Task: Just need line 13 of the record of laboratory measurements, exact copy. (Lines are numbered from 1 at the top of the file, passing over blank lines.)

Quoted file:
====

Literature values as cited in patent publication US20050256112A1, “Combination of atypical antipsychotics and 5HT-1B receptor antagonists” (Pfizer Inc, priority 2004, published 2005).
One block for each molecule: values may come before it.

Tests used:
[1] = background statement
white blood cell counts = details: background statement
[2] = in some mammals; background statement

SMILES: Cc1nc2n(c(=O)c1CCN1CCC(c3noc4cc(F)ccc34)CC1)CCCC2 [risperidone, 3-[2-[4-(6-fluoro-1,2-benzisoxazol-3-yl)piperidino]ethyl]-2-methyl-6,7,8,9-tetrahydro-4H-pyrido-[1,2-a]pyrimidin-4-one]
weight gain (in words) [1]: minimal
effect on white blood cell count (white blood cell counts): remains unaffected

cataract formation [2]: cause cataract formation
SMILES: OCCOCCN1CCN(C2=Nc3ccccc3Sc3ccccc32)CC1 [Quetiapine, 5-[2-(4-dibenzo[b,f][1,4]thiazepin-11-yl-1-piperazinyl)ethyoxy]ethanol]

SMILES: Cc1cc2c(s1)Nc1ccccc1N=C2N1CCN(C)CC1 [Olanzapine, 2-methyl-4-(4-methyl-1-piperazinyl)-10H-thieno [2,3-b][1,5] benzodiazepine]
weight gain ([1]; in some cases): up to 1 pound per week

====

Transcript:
weight gain ([1]; in some cases): up to 1 pound per week